Also subsequent to quarter-end, we closed on the Belward Campus Drive acquisition. It was originally scheduled to close in June, but actually closed just about a week ago.

And in summary, the new investments we’ve executed in the second quarter, individually and collectively, allow us to leverage our core competency, our expertise in life science real estate, to tangibly create value for our shareholders. I’ll now turn the call over to Greg, to review the financial highlights for the quarter. Greg?

Greg Lubushkin

Thanks, Kent. Sustained leasing success and attractive risk-adjusted investments continue to drive earnings and cash flow growth. Core FFO per diluted share, which excludes the impact of acquisition-related expenses, increased 10.3% to $.32 for the second quarter, compared to $.29 for the same period of 2011. AFFO per diluted share increased 22.2% from $.27 in the second quarter of 2011. Cash basis consolidated NOI was up almost 21% over the second quarter of 2011, and same-store, or same-property, cash NOI, grew 6.4% year-over-year. During the same period, the same-property lease percentage increased 460 basis points from 81.3% to approximately 85.9%. We expect that same-property cash NOI will continue to grow for the foreseeable future, as a result of contractual rent escalations, and replenishing our [inaudible] backlog with current and future leasing success.

As of June 30th, cash rents have yet to commence on over 1 million SF of executed leases, which at an average rent of just over $23 per SF, represents a backlog of almost $25 million in annualized base rent, or $19.5 million after adjusting for the impact of the Pru JV lease.

Approximately 5 million in annualized cash rents will commence in the second half of this year, with the balance commencing throughout 2013. And remember, those are annualized cash rents commencing in the second half of the year, which would need to be prorated from the point in time in which the cash rents actually commence.

GAAP revenue recognition has yet to commence on approximately .5 million SF of our recent leasing, at an average rent of approximately $36 per SF, representing approximately $18 million in annualized base rent, or $12.5 million after adjusting for the impact of the Pru JV lease. Revenue recognition will commence in the second half of 2012 on leases representing approximately $8 million of annualized base rent, the majority of which will start late in the fourth quarter.

Total revenues were $125 million, once again the highest in the company’s history and a 17% improvement over the second quarter of 2011. Rental revenues of $96 million were up 18% year-over-year, and the highest in the company’s history for the 10th consecutive quarter. Including the acquisition-related expenses, which total $.08 per diluted share for the quarter, FFO per diluted share calculated in accordance with NAREIT standards was $.24 for the second quarter 2012, as compared to $.29 for the same period in 2011.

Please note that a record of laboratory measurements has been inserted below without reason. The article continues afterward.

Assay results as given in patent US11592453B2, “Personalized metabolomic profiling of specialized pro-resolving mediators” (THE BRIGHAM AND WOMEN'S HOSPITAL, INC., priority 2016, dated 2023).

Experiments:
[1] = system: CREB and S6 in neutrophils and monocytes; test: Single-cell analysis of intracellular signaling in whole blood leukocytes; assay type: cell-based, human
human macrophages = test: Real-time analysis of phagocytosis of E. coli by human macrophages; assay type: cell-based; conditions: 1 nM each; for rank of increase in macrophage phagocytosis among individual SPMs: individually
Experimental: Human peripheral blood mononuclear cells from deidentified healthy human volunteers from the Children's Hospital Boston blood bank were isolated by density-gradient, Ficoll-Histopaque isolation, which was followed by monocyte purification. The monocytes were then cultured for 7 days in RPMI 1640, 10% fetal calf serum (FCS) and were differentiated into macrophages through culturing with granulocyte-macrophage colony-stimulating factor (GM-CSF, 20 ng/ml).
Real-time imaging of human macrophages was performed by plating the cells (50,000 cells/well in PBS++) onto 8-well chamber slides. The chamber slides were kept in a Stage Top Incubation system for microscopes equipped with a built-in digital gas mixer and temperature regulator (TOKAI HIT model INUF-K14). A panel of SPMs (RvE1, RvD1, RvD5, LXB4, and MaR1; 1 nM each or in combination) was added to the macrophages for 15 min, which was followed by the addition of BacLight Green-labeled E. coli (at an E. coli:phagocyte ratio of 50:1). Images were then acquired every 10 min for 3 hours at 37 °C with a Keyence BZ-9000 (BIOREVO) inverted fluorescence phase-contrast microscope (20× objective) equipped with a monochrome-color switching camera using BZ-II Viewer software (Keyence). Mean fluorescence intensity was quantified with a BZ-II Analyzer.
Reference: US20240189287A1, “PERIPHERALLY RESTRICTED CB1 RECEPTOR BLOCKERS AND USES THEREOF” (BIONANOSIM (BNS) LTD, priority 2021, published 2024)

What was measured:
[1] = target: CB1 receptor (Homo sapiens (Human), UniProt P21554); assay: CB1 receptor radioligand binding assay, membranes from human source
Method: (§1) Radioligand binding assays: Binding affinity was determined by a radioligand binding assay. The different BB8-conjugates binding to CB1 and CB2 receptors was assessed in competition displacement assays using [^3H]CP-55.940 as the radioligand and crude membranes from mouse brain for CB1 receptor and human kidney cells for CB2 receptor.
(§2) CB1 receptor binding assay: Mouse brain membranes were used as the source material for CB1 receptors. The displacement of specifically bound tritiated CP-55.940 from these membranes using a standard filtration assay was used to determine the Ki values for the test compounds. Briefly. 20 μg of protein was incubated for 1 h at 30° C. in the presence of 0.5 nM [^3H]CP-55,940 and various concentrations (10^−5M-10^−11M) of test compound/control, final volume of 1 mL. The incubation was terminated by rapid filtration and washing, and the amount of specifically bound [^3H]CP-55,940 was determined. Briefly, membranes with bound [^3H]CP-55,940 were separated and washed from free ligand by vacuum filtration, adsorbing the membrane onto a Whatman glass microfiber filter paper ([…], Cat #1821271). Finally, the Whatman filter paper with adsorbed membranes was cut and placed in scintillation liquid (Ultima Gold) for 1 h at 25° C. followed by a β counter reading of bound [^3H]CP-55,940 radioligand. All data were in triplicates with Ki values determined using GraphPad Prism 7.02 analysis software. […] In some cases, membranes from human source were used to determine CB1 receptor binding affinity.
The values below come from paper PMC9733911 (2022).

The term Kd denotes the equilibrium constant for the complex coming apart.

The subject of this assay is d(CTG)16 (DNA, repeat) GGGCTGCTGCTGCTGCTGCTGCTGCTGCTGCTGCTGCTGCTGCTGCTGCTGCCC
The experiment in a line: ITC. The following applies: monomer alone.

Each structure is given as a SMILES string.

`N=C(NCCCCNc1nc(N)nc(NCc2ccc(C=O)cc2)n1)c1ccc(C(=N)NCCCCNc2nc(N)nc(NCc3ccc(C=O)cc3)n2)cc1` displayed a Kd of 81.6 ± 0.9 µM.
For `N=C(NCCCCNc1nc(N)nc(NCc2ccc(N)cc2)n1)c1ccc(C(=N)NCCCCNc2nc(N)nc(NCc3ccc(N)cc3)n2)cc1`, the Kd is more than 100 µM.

We recorded a net loss available to common shareholders in the second quarter of $8.7 million, or $.06 per diluted share as a result of $12.2 million of acquisition-related expenses, primarily for Granta Park.

Our quarterly common dividend remained at $.215 per share, or $86 per share annualized, with an AFFO payout ratio of 65%. G&A expenses at $8.6 million were in line with previous quarters, but are expected to increase over the balance of the year, which I’ll address in more detail shortly in the guidance discussion.

As for our capital activity, in late June we completed a $250 million public offering of 10-year, 4.25% unsecured senior notes to pay down our unsecured line of credit. The issuance was very well received in the market, as we priced the transaction with no new issue premium. In addition, earlier this morning, we closed on an amendment to our unsecured term loan that converts a portion of the borrowings from dollars, pound sterlings, to serve as a hedge against the bulk of our foreign currency exposure associated with our U.K. investment. Effectively, we’re converting approximately 156 million of dollar borrowings into 100 million pound sterling borrowings, which represents approximately 80% of our principal investment amount. Separately, we’ve swapped the same notional amount of borrowings from floating rate to fixed, which results in an effective rate on the 100 million pound sterling, inside of 2.4% on this portion of the term loan.

So after all of this transaction activity, we sit at only $78 million outstanding on our revolving credit facility at June 30th, with over $650 million in capacity and a very strong credit profile. Our fixed charge coverage ratio held steady at three times. Debt as a percentage of gross assets was 39.6%. Debt to adjusted EBITDA is roughly 6.5 times. Secured debt as a percentage of total gross assets is down to 10.3%, and 79% of our rents are unencumbered. We continue to operate well within our comfort zone on leverage. Relationships with the rating agencies remain very constructive, and during the second quarter both published their annual reviews, reiterating their investment grade ratings and stable outlooks.